100% SASHIKO cotton
made in Italy with Japanese fabric
Sashiko (刺し子, lit., "little stabs") is a type of traditional Japanese embroidery or stitching used for the decorative and/or functional reinforcement of cloth and clothing. Owing to the relatively cheap nature of white cotton thread and the abundant nature of cheap, sashiko has a distinctive appearance of white-on-blue embroidery, though some decorative pieces may also use red thread.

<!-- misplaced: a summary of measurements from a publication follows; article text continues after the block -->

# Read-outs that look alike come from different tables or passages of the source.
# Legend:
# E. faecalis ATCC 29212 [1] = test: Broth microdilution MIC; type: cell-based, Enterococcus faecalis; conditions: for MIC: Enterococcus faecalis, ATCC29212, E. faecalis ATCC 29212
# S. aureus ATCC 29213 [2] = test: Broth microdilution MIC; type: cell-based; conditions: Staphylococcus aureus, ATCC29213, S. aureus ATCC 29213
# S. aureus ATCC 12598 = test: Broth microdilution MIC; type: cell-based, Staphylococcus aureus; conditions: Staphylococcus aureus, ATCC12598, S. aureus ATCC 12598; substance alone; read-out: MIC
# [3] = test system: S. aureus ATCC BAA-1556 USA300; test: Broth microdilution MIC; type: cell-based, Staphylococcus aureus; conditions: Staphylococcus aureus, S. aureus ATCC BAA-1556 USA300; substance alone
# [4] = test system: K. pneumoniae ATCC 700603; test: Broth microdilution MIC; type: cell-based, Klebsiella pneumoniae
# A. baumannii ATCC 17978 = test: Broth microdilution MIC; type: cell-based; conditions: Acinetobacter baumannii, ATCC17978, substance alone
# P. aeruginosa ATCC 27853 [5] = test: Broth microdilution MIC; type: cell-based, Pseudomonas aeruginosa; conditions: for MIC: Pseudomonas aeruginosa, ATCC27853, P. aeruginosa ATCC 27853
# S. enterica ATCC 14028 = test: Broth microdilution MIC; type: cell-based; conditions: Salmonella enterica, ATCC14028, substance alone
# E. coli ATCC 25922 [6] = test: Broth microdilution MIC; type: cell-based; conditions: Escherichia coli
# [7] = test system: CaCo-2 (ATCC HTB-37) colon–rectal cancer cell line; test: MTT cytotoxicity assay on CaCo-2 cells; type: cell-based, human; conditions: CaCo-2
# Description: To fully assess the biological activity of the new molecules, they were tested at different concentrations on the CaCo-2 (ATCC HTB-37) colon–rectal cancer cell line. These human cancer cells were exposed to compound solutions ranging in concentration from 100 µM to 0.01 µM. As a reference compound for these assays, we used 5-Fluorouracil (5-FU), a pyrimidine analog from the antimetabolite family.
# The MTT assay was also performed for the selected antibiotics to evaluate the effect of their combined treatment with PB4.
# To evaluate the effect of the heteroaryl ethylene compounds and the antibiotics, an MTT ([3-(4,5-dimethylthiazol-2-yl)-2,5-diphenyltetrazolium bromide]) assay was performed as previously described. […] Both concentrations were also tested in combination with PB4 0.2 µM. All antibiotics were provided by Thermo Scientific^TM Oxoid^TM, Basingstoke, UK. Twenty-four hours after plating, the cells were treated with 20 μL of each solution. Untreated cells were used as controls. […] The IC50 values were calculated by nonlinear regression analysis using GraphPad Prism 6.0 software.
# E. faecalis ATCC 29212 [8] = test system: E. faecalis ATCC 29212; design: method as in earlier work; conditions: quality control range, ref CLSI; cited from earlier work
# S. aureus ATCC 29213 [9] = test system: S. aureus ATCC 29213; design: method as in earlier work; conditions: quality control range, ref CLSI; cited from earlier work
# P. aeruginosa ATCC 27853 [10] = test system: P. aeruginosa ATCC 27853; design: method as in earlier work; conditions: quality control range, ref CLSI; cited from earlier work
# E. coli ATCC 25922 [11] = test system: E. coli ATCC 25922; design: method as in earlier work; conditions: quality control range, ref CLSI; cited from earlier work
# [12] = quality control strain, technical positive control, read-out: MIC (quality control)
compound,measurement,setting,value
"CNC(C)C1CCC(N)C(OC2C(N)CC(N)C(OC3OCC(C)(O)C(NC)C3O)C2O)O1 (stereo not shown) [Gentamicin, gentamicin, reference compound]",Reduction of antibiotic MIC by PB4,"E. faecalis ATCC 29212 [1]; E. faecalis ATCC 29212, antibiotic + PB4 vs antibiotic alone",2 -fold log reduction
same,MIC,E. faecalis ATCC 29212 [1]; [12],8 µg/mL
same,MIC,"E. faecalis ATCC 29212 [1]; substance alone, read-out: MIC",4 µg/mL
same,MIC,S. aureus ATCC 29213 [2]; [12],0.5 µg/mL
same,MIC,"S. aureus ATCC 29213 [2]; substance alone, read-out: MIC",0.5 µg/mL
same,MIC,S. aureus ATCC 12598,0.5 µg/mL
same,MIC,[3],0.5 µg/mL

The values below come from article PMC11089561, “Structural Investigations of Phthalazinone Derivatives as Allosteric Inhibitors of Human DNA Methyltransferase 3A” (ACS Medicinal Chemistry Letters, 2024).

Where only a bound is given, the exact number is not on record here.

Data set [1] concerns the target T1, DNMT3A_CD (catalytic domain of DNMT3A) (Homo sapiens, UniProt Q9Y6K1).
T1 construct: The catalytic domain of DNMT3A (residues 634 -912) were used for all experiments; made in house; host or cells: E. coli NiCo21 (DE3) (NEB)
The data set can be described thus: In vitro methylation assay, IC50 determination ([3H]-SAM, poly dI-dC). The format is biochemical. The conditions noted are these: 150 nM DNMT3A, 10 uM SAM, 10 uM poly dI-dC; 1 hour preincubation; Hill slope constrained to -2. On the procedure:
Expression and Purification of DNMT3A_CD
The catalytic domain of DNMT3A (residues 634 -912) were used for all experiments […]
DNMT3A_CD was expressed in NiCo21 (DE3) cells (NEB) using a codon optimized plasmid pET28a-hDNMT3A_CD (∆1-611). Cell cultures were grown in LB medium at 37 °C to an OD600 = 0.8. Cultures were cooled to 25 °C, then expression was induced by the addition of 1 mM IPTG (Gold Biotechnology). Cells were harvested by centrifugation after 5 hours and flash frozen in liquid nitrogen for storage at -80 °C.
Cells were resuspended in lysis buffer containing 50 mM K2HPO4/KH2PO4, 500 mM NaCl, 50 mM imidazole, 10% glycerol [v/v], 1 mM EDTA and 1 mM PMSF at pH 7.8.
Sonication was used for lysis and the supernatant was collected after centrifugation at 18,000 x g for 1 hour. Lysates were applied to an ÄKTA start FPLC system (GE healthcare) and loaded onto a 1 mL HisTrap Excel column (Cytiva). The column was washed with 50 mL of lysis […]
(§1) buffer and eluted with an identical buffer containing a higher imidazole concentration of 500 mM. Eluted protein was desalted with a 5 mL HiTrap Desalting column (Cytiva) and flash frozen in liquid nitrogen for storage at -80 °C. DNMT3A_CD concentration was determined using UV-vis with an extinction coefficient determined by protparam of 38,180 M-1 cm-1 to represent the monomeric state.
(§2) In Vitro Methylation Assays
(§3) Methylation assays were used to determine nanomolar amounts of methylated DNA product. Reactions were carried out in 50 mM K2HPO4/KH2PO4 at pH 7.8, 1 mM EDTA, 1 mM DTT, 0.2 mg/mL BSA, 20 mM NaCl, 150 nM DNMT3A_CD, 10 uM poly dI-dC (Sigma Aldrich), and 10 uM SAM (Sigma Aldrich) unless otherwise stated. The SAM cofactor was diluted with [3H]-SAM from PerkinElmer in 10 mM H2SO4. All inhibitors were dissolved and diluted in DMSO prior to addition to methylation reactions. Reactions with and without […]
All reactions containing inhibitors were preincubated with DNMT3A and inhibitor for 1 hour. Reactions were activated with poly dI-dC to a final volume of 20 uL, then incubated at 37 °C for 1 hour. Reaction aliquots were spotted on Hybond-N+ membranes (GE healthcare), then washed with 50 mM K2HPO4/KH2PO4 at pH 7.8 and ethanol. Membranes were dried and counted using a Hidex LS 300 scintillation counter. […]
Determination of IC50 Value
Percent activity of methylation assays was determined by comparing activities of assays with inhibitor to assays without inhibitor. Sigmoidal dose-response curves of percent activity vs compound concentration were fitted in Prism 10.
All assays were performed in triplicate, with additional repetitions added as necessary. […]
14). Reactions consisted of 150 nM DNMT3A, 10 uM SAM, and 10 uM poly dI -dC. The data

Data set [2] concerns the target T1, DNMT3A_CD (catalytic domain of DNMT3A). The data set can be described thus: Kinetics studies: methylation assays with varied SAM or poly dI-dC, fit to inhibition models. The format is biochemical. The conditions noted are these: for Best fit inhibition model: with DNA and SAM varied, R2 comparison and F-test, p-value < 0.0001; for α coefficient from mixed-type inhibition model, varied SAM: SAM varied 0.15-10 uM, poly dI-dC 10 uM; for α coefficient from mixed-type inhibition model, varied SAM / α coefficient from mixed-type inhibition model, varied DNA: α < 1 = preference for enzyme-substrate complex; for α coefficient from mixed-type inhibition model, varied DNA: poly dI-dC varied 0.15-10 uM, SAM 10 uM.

First coming into existence in the Edo period (1615-1868), sashiko embroidery was first applied to clothing out of a practical need, and would have been used to strengthen the homespun clothes of olden times. Worn out clothes were pieced together to make new garments by using simple running stitches. These clothes increased their strength with this durable embroidery. By the Meiji era (1868-1912) sashiko had been established enough that it had evolved into winter work in northern farming communities, when it was too cold to work outside.